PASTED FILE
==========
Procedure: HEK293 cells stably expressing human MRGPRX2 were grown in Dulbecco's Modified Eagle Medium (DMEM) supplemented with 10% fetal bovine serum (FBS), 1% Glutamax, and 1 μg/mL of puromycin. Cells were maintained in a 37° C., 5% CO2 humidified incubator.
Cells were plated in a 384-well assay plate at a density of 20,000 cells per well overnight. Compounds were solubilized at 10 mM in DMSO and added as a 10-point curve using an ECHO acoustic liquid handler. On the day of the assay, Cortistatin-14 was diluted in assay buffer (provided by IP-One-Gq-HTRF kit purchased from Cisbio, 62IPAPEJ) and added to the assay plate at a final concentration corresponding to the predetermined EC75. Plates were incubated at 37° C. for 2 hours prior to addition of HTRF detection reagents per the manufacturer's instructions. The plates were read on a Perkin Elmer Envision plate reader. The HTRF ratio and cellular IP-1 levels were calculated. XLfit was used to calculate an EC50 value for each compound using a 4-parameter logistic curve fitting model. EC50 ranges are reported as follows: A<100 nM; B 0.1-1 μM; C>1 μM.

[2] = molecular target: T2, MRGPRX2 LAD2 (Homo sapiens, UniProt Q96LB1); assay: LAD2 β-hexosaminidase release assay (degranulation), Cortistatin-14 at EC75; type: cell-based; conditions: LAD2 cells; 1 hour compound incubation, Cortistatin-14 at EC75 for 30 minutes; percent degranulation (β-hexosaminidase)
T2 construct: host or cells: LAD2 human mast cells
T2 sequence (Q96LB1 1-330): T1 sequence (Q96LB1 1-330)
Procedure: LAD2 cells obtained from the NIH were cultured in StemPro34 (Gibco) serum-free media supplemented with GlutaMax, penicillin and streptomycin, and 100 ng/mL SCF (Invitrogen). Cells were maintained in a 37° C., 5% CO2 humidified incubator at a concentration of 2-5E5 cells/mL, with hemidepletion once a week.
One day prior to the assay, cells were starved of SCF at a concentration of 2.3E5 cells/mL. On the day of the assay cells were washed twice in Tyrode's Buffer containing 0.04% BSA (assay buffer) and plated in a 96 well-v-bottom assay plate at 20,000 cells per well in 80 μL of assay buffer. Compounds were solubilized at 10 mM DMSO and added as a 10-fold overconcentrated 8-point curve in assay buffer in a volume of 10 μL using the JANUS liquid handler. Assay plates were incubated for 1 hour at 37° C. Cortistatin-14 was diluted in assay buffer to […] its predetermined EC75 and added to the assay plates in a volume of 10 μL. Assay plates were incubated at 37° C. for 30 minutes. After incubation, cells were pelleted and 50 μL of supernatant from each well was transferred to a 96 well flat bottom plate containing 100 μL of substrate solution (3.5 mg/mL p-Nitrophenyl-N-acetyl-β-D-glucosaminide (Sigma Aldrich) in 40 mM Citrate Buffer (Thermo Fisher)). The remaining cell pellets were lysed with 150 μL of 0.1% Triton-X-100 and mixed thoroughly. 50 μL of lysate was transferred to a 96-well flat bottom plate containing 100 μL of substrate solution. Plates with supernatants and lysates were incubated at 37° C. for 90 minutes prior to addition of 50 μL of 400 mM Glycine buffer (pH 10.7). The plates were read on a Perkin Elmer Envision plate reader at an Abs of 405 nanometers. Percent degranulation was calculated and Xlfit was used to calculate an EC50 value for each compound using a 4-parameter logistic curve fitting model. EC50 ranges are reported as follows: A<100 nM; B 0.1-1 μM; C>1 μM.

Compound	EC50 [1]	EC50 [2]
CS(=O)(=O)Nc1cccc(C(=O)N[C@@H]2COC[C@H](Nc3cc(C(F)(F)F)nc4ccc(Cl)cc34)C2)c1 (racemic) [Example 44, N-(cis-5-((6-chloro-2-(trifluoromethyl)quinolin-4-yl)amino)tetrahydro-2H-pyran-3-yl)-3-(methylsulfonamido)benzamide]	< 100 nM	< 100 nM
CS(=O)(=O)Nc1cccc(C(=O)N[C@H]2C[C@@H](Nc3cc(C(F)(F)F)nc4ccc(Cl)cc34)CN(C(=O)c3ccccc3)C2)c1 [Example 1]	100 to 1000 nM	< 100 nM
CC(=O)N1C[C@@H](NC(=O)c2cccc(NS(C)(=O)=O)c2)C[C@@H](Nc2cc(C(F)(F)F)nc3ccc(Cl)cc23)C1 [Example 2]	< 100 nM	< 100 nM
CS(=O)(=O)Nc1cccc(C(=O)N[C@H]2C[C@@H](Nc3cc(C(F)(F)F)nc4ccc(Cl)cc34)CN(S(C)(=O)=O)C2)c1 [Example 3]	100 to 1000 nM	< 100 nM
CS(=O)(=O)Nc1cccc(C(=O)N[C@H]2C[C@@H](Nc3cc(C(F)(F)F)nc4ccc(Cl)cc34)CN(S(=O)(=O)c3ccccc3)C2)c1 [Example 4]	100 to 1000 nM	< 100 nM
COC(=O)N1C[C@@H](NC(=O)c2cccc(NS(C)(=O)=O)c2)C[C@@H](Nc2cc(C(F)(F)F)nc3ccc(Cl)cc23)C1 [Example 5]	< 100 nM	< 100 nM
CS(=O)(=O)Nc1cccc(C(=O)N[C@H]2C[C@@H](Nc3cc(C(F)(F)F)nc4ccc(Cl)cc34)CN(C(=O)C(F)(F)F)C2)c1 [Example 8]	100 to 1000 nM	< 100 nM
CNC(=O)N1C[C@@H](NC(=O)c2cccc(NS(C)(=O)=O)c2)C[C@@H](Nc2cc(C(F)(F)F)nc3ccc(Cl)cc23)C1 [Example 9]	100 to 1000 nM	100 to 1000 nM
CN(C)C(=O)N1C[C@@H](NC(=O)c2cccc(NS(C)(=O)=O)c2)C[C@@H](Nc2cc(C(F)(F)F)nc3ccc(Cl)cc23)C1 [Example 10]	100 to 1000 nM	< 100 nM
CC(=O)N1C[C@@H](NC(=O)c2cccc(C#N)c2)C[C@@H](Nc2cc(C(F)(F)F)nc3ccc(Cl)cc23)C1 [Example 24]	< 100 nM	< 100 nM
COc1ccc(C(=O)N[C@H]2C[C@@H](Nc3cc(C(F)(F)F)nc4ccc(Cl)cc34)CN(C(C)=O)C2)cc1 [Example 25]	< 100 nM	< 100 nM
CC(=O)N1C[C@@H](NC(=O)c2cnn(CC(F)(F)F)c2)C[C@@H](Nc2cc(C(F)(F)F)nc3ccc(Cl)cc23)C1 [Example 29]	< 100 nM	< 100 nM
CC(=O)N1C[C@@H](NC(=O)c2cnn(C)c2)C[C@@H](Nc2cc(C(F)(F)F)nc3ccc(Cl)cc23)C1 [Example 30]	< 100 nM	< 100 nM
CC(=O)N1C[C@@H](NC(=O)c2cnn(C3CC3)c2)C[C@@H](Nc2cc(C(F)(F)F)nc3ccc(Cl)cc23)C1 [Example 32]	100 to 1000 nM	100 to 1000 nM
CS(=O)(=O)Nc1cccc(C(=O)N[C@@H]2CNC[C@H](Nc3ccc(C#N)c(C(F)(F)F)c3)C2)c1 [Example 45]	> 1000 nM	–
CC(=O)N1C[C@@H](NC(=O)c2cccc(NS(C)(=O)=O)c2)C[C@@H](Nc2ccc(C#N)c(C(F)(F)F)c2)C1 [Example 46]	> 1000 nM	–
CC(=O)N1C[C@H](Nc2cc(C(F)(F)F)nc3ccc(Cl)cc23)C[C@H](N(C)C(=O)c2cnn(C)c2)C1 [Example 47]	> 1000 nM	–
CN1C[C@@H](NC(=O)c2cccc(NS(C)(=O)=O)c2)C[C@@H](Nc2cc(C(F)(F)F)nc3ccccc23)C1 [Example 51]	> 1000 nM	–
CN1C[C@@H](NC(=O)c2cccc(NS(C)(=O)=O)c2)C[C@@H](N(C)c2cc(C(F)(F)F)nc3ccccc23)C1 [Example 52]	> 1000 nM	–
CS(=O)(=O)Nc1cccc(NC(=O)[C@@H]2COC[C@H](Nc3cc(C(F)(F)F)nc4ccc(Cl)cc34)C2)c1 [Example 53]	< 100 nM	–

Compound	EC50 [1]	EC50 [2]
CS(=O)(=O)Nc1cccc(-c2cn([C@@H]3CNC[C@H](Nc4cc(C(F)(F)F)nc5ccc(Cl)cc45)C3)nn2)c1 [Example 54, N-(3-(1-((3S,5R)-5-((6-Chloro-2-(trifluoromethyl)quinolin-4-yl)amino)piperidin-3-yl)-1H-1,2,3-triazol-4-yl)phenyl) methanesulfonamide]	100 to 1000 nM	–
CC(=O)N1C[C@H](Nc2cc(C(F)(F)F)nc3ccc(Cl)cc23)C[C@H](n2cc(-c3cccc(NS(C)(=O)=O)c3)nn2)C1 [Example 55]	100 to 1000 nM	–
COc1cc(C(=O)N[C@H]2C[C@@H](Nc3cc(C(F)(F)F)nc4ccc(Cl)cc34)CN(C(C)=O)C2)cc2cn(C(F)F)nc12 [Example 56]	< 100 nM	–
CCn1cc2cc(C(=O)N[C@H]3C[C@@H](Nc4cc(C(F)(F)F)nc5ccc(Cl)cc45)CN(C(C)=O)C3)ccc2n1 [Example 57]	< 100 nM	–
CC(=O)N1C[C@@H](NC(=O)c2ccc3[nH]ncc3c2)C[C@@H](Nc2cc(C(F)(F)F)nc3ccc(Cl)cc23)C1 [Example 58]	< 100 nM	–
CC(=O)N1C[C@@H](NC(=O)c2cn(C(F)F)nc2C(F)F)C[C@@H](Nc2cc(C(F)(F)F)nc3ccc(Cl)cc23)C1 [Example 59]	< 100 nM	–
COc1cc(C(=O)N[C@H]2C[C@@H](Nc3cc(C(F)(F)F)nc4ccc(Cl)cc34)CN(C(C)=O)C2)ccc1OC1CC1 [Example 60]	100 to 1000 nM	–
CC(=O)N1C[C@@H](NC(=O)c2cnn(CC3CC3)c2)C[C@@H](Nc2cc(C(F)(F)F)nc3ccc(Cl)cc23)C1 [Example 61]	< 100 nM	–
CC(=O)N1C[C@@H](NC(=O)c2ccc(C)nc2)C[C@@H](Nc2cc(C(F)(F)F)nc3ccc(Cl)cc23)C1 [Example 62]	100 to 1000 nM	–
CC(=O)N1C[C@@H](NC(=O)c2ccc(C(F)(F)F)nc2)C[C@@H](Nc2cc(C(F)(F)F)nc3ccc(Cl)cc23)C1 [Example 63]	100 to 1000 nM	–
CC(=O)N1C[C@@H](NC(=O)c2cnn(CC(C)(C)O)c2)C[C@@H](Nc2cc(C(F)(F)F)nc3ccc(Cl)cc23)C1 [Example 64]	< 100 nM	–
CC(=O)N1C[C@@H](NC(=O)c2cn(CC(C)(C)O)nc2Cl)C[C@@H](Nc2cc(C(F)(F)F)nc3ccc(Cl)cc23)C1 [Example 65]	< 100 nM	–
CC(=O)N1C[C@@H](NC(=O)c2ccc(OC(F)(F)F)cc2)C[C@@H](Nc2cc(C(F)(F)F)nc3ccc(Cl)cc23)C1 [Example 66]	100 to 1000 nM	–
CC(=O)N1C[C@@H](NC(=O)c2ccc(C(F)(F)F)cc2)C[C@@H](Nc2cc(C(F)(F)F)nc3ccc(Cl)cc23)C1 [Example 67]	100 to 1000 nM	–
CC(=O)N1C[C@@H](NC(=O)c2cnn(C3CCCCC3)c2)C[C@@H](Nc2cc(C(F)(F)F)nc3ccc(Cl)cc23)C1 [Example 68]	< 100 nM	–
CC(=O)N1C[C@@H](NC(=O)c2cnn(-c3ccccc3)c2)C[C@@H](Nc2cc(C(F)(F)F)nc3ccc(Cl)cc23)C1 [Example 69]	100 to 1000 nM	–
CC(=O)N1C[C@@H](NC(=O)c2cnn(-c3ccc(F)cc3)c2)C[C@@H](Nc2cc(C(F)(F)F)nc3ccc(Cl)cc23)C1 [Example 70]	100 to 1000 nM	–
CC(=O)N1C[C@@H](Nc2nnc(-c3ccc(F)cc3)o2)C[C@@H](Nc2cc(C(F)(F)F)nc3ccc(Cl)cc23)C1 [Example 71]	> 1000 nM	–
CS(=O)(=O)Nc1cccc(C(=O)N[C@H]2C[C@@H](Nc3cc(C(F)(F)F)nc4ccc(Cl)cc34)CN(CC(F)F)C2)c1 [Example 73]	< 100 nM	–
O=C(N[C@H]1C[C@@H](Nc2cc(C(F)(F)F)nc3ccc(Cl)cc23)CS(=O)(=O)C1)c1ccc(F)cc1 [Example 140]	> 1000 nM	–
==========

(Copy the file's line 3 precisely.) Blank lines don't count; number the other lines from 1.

[2] = molecular target: T2, MRGPRX2 LAD2 (Homo sapiens, UniProt Q96LB1); assay: LAD2 β-hexosaminidase release assay (degranulation), Cortistatin-14 at EC75; type: cell-based; conditions: LAD2 cells; 1 hour compound incubation, Cortistatin-14 at EC75 for 30 minutes; percent degranulation (β-hexosaminidase)